Germany recently commissioned Rheinmetall to supply additional infantry fighting vehicles to Ukraine, a vital step in fortifying the latter’s defense capabilities.
In a significant move aimed at bolstering Ukraine’s defense capabilities, the German government has officially commissioned Rheinmetall, a renowned defense contractor, to supply an additional 40 Marder infantry fighting vehicles (IFVs). This high-stakes contract, worth a substantial double-digit million-euro amount, was awarded to Rheinmetall last month.
This latest order builds upon Germany’s commitment to support Ukraine’s defense efforts after the initial batch of 20 Marder IFVs delivered earlier this year. Furthermore, in June, an additional 20 Rheinmetall IFVs were contracted, currently undergoing thorough overhauls in preparation for delivery.
Rheinmetall’s Remarkable Overhaul Efforts
The Marder IFVs made available to Ukraine are no ordinary vehicles; they are overhauled Marder 1A3 systems formerly utilized by the German armed forces, the Bundeswehr. As early as spring 2022, Rheinmetall embarked on an ambitious mission to restore these infantry fighting vehicles to a state of immediate combat readiness, entirely at their own expense.
This extensive refurbishment process is already in full swing at Rheinmetall’s state-of-the-art plants in Kassel and Unterlüß. Remarkably, the company’s capabilities allow them to deliver up to ten infantry fighting vehicles per month, ensuring the prompt fulfillment of the contract’s terms.
The Marder: A Reliable Weapon System
The Marder infantry fighting vehicle has a storied history within the Bundeswehr and continues to serve as one of the most reliable weapons systems of its kind globally. A stalwart of the German Army, the tracked vehicle boasts a rich development and operational history.
Ukrainian Army's German-supplied Marder infantry fighting vehicle in Zaporizhzhia Oblast at one of the sectors of the southern front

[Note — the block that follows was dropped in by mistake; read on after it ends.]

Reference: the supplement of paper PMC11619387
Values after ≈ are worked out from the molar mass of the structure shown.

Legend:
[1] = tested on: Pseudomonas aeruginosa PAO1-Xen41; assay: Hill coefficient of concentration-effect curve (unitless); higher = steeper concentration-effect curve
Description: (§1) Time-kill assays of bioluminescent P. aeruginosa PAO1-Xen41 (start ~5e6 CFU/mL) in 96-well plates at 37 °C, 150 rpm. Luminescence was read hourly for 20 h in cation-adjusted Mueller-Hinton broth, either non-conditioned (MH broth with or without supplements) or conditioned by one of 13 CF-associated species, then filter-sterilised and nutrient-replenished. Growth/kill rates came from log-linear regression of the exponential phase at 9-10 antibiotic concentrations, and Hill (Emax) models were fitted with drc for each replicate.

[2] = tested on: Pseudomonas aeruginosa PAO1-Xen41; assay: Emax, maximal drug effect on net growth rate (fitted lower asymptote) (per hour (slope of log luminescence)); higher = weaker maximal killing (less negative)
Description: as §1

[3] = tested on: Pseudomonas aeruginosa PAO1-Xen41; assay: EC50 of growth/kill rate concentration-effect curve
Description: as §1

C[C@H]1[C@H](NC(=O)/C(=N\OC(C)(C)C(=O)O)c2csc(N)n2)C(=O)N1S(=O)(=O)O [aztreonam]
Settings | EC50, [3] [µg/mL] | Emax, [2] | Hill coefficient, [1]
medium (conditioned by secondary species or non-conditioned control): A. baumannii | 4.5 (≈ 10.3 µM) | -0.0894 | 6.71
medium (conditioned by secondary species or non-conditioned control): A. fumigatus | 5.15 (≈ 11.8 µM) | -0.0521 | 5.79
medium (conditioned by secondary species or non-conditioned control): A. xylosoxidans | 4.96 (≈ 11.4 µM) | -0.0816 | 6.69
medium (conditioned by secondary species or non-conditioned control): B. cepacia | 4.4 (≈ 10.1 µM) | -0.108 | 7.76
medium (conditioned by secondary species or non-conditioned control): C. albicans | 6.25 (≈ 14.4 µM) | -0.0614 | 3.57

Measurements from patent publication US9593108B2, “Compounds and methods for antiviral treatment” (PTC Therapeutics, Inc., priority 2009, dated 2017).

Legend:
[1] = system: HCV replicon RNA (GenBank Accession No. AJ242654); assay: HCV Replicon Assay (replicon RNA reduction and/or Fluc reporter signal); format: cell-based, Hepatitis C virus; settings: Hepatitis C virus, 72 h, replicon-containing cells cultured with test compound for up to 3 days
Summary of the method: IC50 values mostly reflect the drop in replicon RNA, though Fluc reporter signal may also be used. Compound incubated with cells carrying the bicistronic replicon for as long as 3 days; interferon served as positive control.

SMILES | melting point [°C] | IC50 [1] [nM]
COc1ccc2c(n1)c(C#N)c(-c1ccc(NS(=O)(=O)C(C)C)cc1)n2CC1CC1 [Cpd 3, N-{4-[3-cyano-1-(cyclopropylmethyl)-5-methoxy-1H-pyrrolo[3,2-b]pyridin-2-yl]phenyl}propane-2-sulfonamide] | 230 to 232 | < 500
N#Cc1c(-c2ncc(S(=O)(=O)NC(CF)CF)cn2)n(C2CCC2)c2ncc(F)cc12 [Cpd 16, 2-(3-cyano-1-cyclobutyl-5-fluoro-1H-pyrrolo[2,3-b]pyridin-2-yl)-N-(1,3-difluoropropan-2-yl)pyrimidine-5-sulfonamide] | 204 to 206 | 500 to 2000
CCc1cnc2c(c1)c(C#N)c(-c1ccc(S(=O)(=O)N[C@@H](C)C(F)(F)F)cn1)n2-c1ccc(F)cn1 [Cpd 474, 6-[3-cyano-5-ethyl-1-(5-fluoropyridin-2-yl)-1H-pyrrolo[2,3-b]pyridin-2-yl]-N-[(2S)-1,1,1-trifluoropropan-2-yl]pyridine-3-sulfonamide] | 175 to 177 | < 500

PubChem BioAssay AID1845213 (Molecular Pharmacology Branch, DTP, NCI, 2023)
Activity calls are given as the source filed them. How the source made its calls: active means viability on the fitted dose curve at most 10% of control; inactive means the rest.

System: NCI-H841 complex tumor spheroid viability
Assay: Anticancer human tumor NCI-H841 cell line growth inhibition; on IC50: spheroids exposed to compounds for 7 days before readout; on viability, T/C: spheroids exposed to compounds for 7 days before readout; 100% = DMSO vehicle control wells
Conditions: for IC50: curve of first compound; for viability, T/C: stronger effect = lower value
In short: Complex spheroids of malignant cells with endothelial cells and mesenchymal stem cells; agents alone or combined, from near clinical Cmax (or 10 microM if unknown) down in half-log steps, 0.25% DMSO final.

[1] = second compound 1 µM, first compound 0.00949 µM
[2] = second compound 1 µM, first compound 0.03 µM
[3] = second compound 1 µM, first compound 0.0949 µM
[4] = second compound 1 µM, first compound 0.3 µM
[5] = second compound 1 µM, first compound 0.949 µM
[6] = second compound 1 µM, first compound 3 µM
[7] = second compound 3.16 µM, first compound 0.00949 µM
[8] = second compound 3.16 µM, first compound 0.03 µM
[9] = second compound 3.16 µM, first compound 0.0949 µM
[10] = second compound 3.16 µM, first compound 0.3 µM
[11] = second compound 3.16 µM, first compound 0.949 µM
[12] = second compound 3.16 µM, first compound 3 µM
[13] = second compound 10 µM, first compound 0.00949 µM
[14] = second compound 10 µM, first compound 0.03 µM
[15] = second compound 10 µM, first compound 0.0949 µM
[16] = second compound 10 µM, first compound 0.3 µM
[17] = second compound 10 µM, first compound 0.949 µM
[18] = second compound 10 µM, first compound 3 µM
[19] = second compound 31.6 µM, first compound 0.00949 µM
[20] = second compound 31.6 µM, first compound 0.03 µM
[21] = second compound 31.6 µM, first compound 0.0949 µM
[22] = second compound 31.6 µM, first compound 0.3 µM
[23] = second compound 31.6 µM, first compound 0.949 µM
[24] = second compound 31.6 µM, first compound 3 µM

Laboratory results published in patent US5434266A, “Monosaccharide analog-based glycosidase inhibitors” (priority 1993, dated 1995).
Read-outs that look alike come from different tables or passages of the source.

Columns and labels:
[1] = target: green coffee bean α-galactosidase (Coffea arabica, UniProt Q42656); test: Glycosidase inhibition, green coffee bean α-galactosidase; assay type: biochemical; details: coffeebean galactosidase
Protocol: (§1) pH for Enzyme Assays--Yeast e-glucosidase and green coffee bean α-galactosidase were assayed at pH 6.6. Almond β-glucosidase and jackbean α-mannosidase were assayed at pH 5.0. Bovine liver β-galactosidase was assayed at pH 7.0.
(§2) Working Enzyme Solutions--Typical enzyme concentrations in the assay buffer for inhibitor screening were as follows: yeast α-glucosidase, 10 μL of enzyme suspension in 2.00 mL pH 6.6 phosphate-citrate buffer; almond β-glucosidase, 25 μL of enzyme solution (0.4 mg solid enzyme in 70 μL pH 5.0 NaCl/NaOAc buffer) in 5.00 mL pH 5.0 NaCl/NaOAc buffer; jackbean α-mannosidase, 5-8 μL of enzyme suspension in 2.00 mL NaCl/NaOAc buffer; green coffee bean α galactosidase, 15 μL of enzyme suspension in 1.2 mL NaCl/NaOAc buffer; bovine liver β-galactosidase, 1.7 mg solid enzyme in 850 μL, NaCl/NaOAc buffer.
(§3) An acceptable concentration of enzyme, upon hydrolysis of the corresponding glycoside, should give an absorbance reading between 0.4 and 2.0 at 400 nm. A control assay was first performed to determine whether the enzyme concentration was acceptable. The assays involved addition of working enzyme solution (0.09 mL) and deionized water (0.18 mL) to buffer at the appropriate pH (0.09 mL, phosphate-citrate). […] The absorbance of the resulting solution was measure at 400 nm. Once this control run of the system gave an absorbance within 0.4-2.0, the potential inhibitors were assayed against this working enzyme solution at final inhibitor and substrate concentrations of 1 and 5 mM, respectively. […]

— Euromaidan Press (@EuromaidanPress) August 20, 2023
Introduced in the early 1970s, the Marder was designed as a versatile armored vehicle to transport infantry troops into battle while offering formidable firepower support. It has undergone multiple modernization and combat upgrades throughout its career, with the Marder 1A3 being one of the most well-known versions. Armed with a 20mm autocannon and anti-tank missiles, the Marder has proven its mettle in both conventional and urban warfare scenarios. Its robust design, coupled with continuous modernization efforts, has allowed it to maintain relevance within the German Army for decades.
Despite the emergence of more modern infantry fighting vehicles, the Marder’s legacy endures, serving as a testament to German engineering and solidifying its reputation as a formidable force on the battlefield.
Germany’s Ongoing Support for Ukraine
Berlin’s commitment to aiding Ukraine’s defense against external threats has been unwavering. In May, the German government announced military assistance worth a staggering 2.7 billion euros (approximately $2.9 billion) for Ukraine. This substantial aid package includes an array of sophisticated weaponry, further cementing Germany’s dedication to Ukraine’s security.